March 6, 2015

Greece to 'hire undercover army of tourist and student tax spies'- Yahoo

"The culture of tax avoidance runs deep within Greek society," the leak published by the Financial Times said.

"Tax authorities are not only understaffed but immersed in the logic of book-checking when the real problem lies off the books," it went on.

...The leak, a copy of a letter apparently sent by Greek Finance Minister Yanis Varoufakis to Eurogroup president Jeroen Dijsselbloem, said those "students, housekeepers even tourists" recruited would be given minimal training as their presence on the streets would be deterrent enough.

It also claimed that Varoufakis argued that this undercover army could go where traditional tax inspectors were unable to tread, making a "serious dent" in VAT fraud "that typifies nightclubs and medical services".

Greece vs. Germany: Two Competing National Narratives

"Germans see themselves as having built economic success from the ashes of World War II through self-sacrifice, personal reliance and hard work. When their economy started to underperform in the 1990s, they enacted a series of tough reforms more than a decade ago that laid the platform for economic strength today.

For many Germans, there’s an element of morality here. Their virtue has been rewarded, as it would be for others if they followed the same wise course. Germans’ view of Greece is informed by the popular view of themselves: Small wonder that a country that has chosen the opposite course of profligacy, debt dependence and irresponsibility finds itself suffering an economic disaster.

...On the other hand, Greeks have seen themselves as victims of foreign interference since the country was a part of the Ottoman Empire. Kevin Featherstone, professor of Greek studies at the London School of Economics, says there’s an “enduring history of a sense of victimhood” that has been in evidence from the origins of the modern Greek state to the present day.

The idea that Greece’s troubles are externally imposed allows many Greeks to depict themselves as blameless. The left-wing protest narrative, says Mr. Featherstone, depicts a corrupt political elite in collusion with a handful of oligarchs and superrich. When Greek and French banks needed repaying, it was ordinary people who suffered. The right-wing story is that the Greek elites have failed to stand up to foreign domination."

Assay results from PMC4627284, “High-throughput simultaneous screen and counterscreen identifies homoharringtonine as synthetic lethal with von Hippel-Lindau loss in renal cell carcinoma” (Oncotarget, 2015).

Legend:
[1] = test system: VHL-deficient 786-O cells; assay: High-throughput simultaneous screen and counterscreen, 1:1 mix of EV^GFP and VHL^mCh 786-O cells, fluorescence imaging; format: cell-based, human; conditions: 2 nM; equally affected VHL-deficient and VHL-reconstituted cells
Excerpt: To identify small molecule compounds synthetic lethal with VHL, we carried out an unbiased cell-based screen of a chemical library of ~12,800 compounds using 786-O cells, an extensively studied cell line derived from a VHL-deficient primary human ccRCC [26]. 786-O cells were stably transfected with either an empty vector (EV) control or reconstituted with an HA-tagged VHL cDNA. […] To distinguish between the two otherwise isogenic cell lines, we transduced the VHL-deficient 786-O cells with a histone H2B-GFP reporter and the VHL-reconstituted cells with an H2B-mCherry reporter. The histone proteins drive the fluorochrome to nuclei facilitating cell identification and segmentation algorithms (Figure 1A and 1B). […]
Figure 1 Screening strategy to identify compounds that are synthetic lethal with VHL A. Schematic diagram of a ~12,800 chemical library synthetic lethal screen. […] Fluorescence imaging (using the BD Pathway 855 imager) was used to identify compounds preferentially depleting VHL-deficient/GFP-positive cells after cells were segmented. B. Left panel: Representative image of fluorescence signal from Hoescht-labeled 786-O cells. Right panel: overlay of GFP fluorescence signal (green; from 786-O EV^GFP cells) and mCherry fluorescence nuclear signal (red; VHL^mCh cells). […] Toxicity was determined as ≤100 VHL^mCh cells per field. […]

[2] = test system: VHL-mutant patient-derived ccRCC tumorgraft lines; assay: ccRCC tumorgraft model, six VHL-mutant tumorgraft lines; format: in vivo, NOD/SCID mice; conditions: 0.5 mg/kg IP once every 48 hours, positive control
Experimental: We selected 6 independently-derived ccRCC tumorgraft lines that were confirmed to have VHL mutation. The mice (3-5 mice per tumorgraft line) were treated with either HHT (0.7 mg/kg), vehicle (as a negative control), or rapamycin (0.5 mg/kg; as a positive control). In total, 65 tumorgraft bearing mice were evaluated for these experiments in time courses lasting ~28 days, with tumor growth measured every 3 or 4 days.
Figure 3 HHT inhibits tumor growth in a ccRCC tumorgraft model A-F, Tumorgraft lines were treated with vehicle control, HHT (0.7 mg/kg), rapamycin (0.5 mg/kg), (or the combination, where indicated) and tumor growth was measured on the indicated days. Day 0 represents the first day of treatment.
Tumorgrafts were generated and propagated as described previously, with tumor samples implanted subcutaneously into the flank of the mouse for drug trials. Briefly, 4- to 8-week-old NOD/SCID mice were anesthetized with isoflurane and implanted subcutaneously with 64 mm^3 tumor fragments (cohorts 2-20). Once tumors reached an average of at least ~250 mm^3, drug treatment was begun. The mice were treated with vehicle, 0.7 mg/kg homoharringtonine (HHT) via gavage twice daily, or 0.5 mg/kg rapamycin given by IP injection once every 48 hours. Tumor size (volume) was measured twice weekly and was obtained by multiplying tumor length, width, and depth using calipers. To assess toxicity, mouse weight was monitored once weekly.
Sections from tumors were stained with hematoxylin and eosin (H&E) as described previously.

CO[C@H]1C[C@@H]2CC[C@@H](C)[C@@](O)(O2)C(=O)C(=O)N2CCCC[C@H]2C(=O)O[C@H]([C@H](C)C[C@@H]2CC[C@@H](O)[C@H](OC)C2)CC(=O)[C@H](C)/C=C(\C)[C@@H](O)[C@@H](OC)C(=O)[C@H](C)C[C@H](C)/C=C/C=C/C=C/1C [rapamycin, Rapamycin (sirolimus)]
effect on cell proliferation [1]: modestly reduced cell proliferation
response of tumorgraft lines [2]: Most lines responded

Tsipras requests to meet EC chief over cash shortage - PressTV

"The request comes a day after the European Central Bank (ECB) said it would consider giving more room on financing to Greece after Athens reached a debt deal with its eurozone partners last month.

The ECB recently cut off a major channel of financing for banks in Greece after saying it would no longer accept Greek sovereign bonds as collateral for loans."

Cash-strapped Greece repays first part of IMF loan due in March - Cyprus News

"Greece repaid the first 310 million euro instalment of a loan from the International Monetary Fund that falls due this month, as it scrambles to cover its funding needs, a government source said on Friday.

Prime Minister Alexis Tsipras’ newly elected government must pay a total of 1.5 billion euros to the IMF this month over two weeks starting on Friday.

His government has said it will make the payments but there has been growing uncertainty over the country’s cash position as it faces a steep fall in tax revenues while aid from EU/IMF lenders remains on hold until Athens completes promised reforms.

...Athens has to pay three other instalments, on March 13, 16 and 20 as part of repayment due to the IMF this month.

...Shut out of debt markets and squeezed by a steep fall in tax revenues, Athens is running out of options to fund itself despite striking a deal with the euro zone in February to extend its EU/IMF bailout by four months."

March 5, 2015

Debt and deficit: Which one is the lesser of two evils for Greece? - Yahoo Finance

"Greece’s debt-to-GDP ratio stood at 129.7% in 2010. The ratio surged to 174.9% by the end of 2014.

However, the bailout program requires Greece to reduce its debt below 110% of GDP by 2022. In effect, Greece would have to run a primary budget surplus over 4% for well over a decade. This is not an easy task for Greece.

Greece recently announced a primary budget surplus of 1.9 billion euros ($2.24 billion) for 2014. However, the primary surplus does not include the interest that this financially distressed nation is paying for its monstrous debt.

Greece’s overall government budget as a percentage of its GDP was -15.7% in 2010. After recovering to -8.6% of GDP for 2013, the ratio again dipped to -12.2% for 2014."

Greece shaky, new recession seen near - Arkansas Online

"Vassilis Korkidis, head of Greece's National Confederation of Commerce, said the recent deal with creditors gave Greece's economy a "last-minute kiss of life and avoided the so-called sudden death," but cautioned that any respite was "temporary."

Whatever growth Greece ekes out in 2015 is likely to be markedly lower than expected just a few weeks ago, a sign of the damage wrought by the bailout deliberations. As recently as early February, the European Union was predicting that Greece would be one of the fastest-growing eurozone economies in 2015, with growth of 2.5 percent.

Douglas Renwick, a senior director at Fitch Ratings, said the period of uncertainty has damaged investor, consumer, and depositor confidence and increased "the downside risks to growth and Greece's incipient economic recovery."

Repairing the damage done from the recent bout of brinkmanship "could take time," he said. Renwick said Fitch was likely to further reduce its 2015 growth forecast for Greece from the current 1.5 percent.